Rainbow Trail asphalt plant denied


The Appalachian Online

Sammy Hanf

The Watauga County Board of Adjustment affirmed the denial of a high impact land use permit for an asphalt plant near Rainbow Trail by the Watauga County Planning and Inspections Department Friday, Oct. 16.

The appeal process lasted three days and saw evidence and testimony from Appalachian Materials LLC, the Watauga County Planning and Inspections Department and four residents acting as intervening parties in the appeal.

The appeal was originally denied by Joe Furman, director of the Watauga County Planning and Inspections Department, because the facility would be in violation of an ordinance requiring a 15,000 foot buffer zone from an educational facility.

Furman said the plant would have breached the buffer zone for the Gragg Education Center and was missing information that would have helped determine the plant’s viability in terms of other ordinances.

Chad Essick, attorney for Appalachian Materials, argued that the Gragg Educational Center did not fit the category of educational facility as defined by the ordinance and that the building was primarily used for administrative purposes.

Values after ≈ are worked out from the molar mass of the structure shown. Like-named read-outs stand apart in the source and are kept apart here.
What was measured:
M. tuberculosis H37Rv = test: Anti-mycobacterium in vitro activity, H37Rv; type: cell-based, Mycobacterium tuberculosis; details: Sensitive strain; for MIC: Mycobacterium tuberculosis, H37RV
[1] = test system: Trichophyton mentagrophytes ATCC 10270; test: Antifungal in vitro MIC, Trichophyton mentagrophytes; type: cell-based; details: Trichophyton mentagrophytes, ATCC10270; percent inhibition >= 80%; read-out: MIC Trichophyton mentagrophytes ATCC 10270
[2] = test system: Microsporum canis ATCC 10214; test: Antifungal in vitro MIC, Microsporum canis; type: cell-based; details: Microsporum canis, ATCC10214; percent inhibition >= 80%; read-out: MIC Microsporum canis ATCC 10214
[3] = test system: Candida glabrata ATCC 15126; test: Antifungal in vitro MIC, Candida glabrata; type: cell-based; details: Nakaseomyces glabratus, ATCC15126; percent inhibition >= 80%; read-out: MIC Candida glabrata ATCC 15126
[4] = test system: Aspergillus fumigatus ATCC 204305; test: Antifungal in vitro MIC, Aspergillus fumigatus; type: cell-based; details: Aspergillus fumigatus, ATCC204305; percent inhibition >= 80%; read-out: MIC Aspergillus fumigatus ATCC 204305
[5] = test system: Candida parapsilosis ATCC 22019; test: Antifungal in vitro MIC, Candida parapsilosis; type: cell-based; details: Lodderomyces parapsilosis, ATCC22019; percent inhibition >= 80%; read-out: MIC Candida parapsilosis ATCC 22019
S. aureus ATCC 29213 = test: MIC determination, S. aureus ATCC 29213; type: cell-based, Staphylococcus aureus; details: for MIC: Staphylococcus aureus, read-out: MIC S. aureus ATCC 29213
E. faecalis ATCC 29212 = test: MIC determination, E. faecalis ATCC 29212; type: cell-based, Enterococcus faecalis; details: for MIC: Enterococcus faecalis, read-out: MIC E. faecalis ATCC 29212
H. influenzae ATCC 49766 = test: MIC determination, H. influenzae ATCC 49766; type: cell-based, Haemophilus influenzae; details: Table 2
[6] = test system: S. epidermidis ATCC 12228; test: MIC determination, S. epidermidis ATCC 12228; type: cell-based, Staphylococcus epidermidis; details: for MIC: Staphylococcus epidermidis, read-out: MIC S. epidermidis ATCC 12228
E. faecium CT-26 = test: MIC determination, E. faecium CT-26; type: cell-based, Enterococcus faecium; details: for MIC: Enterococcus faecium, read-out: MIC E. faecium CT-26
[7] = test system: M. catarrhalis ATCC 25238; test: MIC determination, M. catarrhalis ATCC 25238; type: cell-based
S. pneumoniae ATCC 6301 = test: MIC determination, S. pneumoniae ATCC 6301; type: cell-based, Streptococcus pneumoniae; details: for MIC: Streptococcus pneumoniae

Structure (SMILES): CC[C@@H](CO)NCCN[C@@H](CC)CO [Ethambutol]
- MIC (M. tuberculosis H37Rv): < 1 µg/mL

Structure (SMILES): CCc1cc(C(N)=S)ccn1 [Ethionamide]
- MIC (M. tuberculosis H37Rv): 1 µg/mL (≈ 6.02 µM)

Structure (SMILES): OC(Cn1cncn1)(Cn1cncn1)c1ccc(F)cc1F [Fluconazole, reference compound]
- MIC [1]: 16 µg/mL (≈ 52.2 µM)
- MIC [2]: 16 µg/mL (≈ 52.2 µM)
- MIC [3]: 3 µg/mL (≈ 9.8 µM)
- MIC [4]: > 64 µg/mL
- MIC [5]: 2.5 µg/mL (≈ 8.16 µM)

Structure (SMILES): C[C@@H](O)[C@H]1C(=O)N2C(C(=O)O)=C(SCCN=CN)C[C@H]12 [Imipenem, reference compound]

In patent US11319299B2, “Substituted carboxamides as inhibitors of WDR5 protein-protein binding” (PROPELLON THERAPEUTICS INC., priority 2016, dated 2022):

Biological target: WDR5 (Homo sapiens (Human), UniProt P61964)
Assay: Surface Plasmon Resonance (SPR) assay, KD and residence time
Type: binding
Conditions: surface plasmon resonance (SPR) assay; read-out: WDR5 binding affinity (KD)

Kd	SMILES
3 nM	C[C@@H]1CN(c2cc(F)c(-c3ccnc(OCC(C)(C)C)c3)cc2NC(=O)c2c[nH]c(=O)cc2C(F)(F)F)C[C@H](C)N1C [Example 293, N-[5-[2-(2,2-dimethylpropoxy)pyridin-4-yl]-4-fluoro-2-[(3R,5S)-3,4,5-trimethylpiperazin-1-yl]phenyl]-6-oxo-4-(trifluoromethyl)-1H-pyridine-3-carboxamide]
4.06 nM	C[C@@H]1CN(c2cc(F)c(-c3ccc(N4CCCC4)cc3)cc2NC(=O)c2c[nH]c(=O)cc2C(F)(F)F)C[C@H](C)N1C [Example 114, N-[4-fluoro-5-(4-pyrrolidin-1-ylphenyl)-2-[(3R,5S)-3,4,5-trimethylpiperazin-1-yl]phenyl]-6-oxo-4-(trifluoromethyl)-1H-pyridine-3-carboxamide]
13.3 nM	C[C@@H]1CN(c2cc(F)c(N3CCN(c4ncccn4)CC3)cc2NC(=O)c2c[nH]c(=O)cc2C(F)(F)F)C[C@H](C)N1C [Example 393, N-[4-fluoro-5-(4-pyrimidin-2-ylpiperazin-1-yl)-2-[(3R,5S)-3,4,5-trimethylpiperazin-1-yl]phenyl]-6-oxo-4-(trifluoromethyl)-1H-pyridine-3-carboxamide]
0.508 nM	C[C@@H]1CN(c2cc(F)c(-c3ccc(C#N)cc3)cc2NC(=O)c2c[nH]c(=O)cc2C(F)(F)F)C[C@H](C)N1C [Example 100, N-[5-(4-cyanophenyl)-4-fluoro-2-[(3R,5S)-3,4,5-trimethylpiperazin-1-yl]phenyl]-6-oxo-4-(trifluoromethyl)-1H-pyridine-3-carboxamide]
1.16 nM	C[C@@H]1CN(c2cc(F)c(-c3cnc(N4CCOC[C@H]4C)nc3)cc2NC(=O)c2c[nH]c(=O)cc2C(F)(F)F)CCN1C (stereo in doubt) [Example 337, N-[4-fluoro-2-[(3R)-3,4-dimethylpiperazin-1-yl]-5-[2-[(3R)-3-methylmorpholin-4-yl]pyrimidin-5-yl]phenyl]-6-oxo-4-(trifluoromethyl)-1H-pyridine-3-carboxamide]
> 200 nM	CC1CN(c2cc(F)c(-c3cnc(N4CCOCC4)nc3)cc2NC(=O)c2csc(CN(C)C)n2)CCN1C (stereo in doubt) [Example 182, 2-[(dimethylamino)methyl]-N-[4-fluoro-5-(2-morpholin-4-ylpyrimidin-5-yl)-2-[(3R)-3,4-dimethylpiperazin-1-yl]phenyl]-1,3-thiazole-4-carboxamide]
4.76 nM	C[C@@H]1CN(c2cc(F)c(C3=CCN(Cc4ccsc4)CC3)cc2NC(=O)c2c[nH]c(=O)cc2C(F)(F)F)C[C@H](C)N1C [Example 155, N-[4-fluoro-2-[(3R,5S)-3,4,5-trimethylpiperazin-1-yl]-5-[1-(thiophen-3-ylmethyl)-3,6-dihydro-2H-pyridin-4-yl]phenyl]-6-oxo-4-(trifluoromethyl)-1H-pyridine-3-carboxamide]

Also at issue was a map provided by Joe Furman via email to Derek Goddard, who was hired by Appalachian Materials to assess the site. Goddard said the map provided did not denote a buffer zone for the Gragg Education Center that would impact the Rainbow Trail Site.

Furman said that the map was four years outdated, a fact that he claimed he made Goddard aware of when it was showed to him. Also claiming that he had invited Goddard to view a larger, more comprehensive map at his office.

Essick argued that this caused confusion about the nature of the Gragg center and led his client to invest time and money they otherwise would not have in creating plans and doing surveying the site.

Furman also claimed that the application was missing information that would have given him a better idea about the viability of the site.

Essick said that was not grounds for denying the permit, which did not specifically require the information in question.

Furman claimed that is not the only criteria by which an application for a high impact land permit is judged.

“In administrating an ordinance, you can’t throw common sense out the window,” Furman said.

Many locals were also concerned with the outcome, with as many as 60 people in attendance for Thursday’s hearing.

Acting as intervening parties in the appeal, both Bobby Herring and Sharon Covell testified that the plant would affect them as the planned site would border their property. They were provided representation by High Country WATCH, a chapter of the Blue Ridge Environmental Defense League.

Covell, recently diagnosed with asthma, said she was concerned about her health and that the plant would disrupt the peaceful environment.

“We moved here for a safe, quiet environment and I can’t imagine an asphalt plant would be quiet,” Covell said.